Although the functional presence of beta(3)-adrenergic receptors (beta(3)-AR) in rodents is well established, its significance in human adipose tissue has been controversial. One of the issues confounding the experimental data has been the lack of potent and selective human beta(3)-AR ligands analogous to the rodent-specific agonist BRL37344. Recently, we described a new class of aryloxypropanolamine beta(3)-AR agonists that potently and selectively activate lipolysis in rhesus isolated adipocytes and stimulate the metabolic rate in rhesus monkeys in vivo. In this article, we describe novel and selective beta(3)-AR antagonists with high affinity for the human receptor. L-748,328 and L-748,337 bind the human cloned beta(3)-AR expressed in Chinese hamster ovary (CHO) cells with an affinity of 3.7 +/- 1.4 and 4.0 +/- 0.4 nM, respectively. They display an affinity of 467 +/- 89 and 390 +/- 154 nM for the human beta(1)-AR. Their selectivity for human beta(3)-AR versus beta(2)-AR is greater than 20-fold (99 +/- 43 nM) and 45-fold (204 +/- 75 nM), respectively. These compounds are competitive antagonists capable of inhibiting the functional activation of agonists in a dose-dependent manner in cells expressing human cloned beta(3)-AR. Moreover, both L-748,328 and L-748,337 inhibit the lipolytic response elicited by the beta(3)-AR agonist L-742,791 in isolated nonhuman primate adipocytes. The aryloxypropanolamine benzenesulfonamide ligands illustrated here and elsewhere demonstrate high-affinity human beta(3)-AR binding. In addition, we describe specific 3'-phenoxy substitutions that transform these compounds from potent agonists into selective antagonists. (+info)
Inducible cyclic AMP early repressor protein in rat pinealocytes: a highly sensitive natural reporter for regulated gene transcription.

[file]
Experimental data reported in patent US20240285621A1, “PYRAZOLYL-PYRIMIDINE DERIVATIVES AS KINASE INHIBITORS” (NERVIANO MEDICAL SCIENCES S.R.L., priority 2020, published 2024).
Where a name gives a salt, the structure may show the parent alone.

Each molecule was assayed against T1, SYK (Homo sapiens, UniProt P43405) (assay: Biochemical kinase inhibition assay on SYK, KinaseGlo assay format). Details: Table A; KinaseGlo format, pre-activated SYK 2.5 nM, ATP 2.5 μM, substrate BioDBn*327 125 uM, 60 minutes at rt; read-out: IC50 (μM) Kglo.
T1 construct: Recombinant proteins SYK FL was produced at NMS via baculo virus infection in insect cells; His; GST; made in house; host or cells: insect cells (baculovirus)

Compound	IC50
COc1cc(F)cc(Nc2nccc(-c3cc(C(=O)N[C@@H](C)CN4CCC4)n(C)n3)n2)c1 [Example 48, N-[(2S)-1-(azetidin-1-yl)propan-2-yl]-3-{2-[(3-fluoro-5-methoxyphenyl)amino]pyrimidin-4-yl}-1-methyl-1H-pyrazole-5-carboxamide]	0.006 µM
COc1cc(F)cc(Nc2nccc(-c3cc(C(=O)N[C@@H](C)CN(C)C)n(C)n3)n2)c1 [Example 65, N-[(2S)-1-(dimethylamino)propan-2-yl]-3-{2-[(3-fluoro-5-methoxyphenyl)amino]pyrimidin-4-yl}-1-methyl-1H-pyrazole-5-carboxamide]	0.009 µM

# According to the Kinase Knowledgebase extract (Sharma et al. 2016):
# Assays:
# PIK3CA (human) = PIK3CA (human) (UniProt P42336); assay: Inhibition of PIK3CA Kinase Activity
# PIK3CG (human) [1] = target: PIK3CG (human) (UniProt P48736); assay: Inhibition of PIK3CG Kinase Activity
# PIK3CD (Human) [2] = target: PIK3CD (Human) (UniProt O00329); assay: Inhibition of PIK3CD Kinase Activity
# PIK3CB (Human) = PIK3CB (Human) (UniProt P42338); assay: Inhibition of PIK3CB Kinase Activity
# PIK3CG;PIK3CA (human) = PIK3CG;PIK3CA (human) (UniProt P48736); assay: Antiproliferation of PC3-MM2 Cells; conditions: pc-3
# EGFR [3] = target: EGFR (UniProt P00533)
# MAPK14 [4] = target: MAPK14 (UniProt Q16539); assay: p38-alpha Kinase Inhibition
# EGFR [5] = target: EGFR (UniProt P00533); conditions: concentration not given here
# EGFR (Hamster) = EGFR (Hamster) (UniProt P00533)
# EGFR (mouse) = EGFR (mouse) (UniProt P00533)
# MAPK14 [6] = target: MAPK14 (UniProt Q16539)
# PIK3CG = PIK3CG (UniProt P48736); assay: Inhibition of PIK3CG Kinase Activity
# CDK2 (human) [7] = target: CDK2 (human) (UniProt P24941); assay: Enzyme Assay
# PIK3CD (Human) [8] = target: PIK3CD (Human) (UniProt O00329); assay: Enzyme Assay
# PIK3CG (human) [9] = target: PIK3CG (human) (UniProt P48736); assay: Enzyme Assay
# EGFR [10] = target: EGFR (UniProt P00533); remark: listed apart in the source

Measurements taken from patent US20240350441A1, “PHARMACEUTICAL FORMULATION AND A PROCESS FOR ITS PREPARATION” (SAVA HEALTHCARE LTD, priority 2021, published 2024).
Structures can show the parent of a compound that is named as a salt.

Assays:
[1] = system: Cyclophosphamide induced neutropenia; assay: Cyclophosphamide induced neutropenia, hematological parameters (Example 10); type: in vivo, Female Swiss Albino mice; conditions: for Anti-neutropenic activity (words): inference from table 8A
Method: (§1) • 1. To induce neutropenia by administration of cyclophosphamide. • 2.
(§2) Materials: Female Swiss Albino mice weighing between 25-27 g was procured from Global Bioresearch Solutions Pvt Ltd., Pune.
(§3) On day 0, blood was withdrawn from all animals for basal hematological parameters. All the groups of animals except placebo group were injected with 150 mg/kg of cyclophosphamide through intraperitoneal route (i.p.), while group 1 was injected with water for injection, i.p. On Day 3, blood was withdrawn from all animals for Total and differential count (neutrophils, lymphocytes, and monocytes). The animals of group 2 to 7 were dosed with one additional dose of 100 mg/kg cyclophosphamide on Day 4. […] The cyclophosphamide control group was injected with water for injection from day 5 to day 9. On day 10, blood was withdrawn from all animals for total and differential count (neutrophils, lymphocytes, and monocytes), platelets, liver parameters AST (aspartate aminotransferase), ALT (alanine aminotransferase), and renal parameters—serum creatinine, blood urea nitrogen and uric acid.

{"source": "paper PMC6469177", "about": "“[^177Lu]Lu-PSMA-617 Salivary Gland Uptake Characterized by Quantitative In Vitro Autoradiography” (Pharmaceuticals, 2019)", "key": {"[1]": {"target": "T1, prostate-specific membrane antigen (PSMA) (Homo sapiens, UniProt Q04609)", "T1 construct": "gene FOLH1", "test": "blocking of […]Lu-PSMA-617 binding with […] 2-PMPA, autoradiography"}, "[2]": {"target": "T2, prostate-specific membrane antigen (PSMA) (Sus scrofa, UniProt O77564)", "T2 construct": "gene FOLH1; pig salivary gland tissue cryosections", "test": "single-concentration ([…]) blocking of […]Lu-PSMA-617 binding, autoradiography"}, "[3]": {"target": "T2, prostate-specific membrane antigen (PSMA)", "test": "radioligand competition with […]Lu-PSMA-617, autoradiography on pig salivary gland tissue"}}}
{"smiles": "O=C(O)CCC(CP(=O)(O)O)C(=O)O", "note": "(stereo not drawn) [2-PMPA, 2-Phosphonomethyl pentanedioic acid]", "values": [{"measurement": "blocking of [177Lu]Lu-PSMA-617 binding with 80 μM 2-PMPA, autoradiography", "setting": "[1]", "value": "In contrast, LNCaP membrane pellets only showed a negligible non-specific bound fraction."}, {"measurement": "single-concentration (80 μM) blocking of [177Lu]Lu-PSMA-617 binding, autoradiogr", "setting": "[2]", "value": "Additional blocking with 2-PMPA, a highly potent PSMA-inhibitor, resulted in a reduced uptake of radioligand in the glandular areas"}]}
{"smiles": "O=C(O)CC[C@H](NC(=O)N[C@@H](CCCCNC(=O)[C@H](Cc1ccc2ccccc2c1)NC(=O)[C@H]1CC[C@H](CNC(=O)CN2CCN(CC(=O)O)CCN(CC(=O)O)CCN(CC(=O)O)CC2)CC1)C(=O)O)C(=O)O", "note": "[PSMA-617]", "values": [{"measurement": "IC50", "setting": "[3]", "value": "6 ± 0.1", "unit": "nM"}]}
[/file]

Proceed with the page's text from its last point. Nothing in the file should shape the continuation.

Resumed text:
Rhythmic activity of arylalkylamine N-acetyltransferase (AANAT) determines melatonin synthesis in rat pineal gland. The transcriptional regulation of AANAT involves the activating and inhibiting transcription factors of the cyclic AMP (cAMP)-signaling pathway, cAMP response element-binding protein and inducible cAMP early repressor (ICER), respectively. Activation of this pathway is centered around norepinephrine, stimulating beta(1)-adrenergic receptors, but various other transmitters can modulate melatonin biosynthesis. To compare the transcriptional impact of norepinephrine with that of other neurotransmitters on melatonin synthesis, we determined ICER protein levels in pinealocytes and, in parallel, hormone secretion. The dose-dependent inductions of ICER protein by norepinephrine, the beta(1)-adrenergic receptor agonist isoproterenol, vasoactive intestinal peptide, pituitary adenylate cyclase-activating polypeptide, and adenosine are correlated to regulatory dynamics in melatonin production. Importantly, ICER protein induction required lower ligand concentrations than the induction of melatonin biosynthesis. Although neuropeptide Y, glutamate, and vasopressin altered norepinephrine-stimulated hormone production without affecting ICER levels, the activation of voltage-gated cation channels increased ICER without affecting hormone synthesis. Sensitivity and versatility of ICER induction in pinealocytes make these neuroendocrine cells a valuable model system in which to study molecular interactions determining a regulated gene expression. (+info)
Inverse agonist activities of beta-adrenoceptor antagonists in rat myocardium.